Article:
by Preston Rhodes, Resonate U of I student
I grew up in a small town in Idaho north of Coeur d’Alene called Spirit Lake. With a population of just over 2000 people, what Spirit Lake lacked in adventure and nightlife, it made up for in Friday night football. Timberlake High School, nestled into the woods behind Spirit Lake, boasted a football team with 10 straight league titles by the time I was in high school. As I grew up going to these games, I began to idolize the players on the field. By the time I was a sophomore, I was preparing to be one.
The varsity class before me was extremely talented. They had been playing together since elementary, and I had always looked to them as young men worth emulating. As a running back, I most intently watched the guy who was our best varsity running back, Forrest. Forrest loved football, and he loved Timberlake football. Since he knew that he would be graduating in the coming year, and his beloved team would be in the hands of some goofy sophomores, Forrest began spending time after every practice working with me. We would go over my footwork, reading the defense, predicting running lanes, and audible calls. Forrest taught me all the tips and tricks he had learned because he not only wanted me to succeed, but he wanted the entire team to succeed.
In my next two years as the varsity running back, I used all that Forrest had taught me, and the program was hugely successful. But the one thing about Forrest that I did not replicate was his decision to pass on his wisdom to the next generation. I knew that our JV running back, Josh, would soon be leading the team. Sadly, my love for Preston football was greater than my love for Timberlake football. I didn’t want Josh to be better than me. I cared about praise and admiration more than team success. The next year, as Josh stepped onto varsity, he struggled not only in his skill as a running back but also in his ability to pass down his knowledge to the younger class. After four years of this cycle, as of 2017, Timberlake is no longer the reigning Intermountain League champions.
In this last year, some of my close friends and I have spent time studying 2 Timothy. As we worked through chapter two, we were struck by Paul’s declaration of the cost of disciple-making. Here are three realizations, or Kairos moments, I’ve had from verses 1-4 of 2 Timothy 2.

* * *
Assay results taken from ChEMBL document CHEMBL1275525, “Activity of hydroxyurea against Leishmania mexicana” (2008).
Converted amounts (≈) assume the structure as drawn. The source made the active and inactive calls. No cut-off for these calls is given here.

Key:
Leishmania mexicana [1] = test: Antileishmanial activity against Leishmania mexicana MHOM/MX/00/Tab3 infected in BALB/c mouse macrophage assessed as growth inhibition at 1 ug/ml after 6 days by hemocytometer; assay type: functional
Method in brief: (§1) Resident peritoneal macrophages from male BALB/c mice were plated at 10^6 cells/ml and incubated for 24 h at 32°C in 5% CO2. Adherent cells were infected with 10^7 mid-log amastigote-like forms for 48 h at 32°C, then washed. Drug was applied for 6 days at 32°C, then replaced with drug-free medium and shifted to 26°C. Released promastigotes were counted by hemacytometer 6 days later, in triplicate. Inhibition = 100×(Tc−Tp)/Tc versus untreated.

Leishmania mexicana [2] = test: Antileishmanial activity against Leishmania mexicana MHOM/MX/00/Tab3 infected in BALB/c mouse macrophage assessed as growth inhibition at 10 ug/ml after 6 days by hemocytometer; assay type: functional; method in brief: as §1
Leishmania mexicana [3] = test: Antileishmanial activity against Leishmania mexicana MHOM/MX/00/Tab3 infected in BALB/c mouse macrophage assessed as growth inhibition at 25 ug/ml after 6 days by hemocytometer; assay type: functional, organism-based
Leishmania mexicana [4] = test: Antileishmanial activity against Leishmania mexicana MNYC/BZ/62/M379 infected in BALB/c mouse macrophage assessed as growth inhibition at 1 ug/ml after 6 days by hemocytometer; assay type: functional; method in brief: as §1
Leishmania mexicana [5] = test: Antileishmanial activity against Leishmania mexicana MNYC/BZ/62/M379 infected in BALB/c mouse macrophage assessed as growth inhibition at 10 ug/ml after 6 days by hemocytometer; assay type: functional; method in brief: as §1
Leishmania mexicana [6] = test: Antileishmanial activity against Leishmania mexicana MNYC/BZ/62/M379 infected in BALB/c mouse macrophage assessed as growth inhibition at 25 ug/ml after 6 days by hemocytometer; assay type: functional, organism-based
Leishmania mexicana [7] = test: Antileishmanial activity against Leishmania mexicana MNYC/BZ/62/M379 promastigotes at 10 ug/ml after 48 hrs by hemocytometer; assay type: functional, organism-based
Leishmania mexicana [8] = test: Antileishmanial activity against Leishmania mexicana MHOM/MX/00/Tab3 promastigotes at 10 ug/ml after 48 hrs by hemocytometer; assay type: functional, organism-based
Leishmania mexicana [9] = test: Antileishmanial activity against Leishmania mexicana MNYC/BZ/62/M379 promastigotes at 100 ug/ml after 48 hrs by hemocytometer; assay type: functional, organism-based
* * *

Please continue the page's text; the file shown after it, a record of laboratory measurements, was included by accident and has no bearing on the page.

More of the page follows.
In verse three, immediately after Paul exhorts Timothy to make disciples, he proclaims “Share in suffering.” Initially, this statement seemed disconnected and out of place. As I processed this verse with my huddle however, it became clear. Paul is writing this letter to Timothy from prison, which he had been thrown into because he was making disciples. Paul was not in prison for being a disciple of Jesus. No one would go to that trouble if he kept to himself. Paul was in prison because he was changing the landscape of culture by making disciples who were making disciples.
In verse four, after Paul tells Timothy to share in suffering, he encourages him to keep focused on the task our enlisting officer has given us: namely, to “make disciples of all nations” (Matt 28:18-20). Here in Moscow, I am frequently having conversations with leaders who feel defeated because we aren’t hosting enough events, we aren’t bringing enough people to church, and we aren’t meeting enough people on campus. Through this text, I realized that we have taken our eyes off of Christ’s command to make disciples, and instead have gotten entangled in the things we feel are important. We are bombarded by good initiatives that, if we are not careful, will supplant our efforts of disciple-making.
Now we circle around to verse two, the sentence on which all of Paul’s statements hinge. “What you have heard from me in the presence of many witnesses, entrust to faithful men who will be able to teach others also.”
You (Timothy, second-generation)
Me (Paul, first-generation)
Faithful men (third-generation disciples)
Others also (fourth-generation disciples)
Paul’s message here is the key to true disciple-making: get out of the way. When Paul came to Ephesus in Acts 19 and started the church there, he had a few options. He could have stayed and pastored the church, he could have been the local hero for founding Christianity in their city, he could have bolstered his own reputation by remaining the face of the Christian operation. Instead, he found Timothy, discipled Timothy, and then turned over everything in Ephesus to Timothy’s care. Paul was not a hero; he was a hero-maker.
Paul’s message here is the key to true disciple-making: get out of the way.
When I was playing football in high school, I had no interest in making my successor into a hero. My only interest was in being a hero; therefore, the cause that I fought so hard for died out right when I left. The ultimate cost of disciple-making is sacrificing your pride to let someone else be the big deal.
In your life, what system or effort or area are you leading that would come to a halt if you disappeared? Where can you turn over responsibility and position to someone you disciple? They don’t have to be ready; they just have to be faithful. This doesn’t mean you stop serving or innovating or working hard; it means you dedicate your effort toward turning people’s eyes to Jesus and not to yourself. In everything you do, aim not to be a hero but to make a hero.